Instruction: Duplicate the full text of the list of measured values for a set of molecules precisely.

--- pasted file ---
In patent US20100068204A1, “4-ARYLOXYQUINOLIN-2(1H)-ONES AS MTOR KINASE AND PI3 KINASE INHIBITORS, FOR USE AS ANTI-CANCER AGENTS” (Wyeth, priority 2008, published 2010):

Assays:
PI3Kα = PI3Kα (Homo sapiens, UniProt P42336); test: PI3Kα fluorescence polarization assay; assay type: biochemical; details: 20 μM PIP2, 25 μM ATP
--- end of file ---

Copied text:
In patent US20100068204A1, “4-ARYLOXYQUINOLIN-2(1H)-ONES AS MTOR KINASE AND PI3 KINASE INHIBITORS, FOR USE AS ANTI-CANCER AGENTS” (Wyeth, priority 2008, published 2010):

Assays:
PI3Kα = PI3Kα (Homo sapiens, UniProt P42336); test: PI3Kα fluorescence polarization assay; assay type: biochemical; details: 20 μM PIP2, 25 μM ATP